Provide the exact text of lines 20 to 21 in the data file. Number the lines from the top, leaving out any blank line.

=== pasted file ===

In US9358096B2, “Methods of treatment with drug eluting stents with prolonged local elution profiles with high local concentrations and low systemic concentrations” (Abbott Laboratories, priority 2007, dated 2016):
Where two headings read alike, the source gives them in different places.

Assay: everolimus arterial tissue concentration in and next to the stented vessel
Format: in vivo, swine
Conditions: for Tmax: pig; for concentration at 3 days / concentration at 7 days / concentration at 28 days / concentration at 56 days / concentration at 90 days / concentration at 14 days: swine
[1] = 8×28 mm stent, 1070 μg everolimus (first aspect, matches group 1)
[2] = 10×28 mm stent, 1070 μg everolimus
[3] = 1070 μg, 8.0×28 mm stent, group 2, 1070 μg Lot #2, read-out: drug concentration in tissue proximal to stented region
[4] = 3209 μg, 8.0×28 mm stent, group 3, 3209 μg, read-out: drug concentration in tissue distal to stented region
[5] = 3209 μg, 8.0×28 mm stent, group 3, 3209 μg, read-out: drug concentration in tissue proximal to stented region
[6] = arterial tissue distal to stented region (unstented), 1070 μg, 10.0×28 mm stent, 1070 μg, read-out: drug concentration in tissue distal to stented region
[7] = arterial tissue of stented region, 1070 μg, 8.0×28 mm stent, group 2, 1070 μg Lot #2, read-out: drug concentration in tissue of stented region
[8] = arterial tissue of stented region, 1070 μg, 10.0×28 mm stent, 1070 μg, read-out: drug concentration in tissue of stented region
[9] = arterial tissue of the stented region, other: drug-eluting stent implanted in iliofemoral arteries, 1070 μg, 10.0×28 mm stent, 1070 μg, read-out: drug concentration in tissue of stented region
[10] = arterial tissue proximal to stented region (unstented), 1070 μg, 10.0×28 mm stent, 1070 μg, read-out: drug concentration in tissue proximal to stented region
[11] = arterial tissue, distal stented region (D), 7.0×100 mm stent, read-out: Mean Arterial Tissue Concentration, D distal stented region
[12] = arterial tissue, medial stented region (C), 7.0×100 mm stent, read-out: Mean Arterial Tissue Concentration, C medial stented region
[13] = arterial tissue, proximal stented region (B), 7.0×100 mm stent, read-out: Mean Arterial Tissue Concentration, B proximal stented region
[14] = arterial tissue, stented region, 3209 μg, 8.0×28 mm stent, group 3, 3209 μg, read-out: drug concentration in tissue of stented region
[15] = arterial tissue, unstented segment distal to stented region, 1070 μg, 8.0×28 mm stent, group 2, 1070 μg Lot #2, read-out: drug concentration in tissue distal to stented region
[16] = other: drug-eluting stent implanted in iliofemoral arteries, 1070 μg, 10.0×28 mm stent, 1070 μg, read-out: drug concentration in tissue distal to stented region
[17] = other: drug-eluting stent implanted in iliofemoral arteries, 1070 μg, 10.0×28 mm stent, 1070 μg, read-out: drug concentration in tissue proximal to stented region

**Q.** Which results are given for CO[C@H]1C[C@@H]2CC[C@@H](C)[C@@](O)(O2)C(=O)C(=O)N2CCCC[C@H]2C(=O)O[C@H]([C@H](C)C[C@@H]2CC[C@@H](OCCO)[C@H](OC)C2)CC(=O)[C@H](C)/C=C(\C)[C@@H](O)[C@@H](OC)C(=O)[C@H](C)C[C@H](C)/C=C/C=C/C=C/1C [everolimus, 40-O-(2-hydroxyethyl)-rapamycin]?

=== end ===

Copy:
[15] = arterial tissue, unstented segment distal to stented region, 1070 μg, 8.0×28 mm stent, group 2, 1070 μg Lot #2, read-out: drug concentration in tissue distal to stented region
[16] = other: drug-eluting stent implanted in iliofemoral arteries, 1070 μg, 10.0×28 mm stent, 1070 μg, read-out: drug concentration in tissue distal to stented region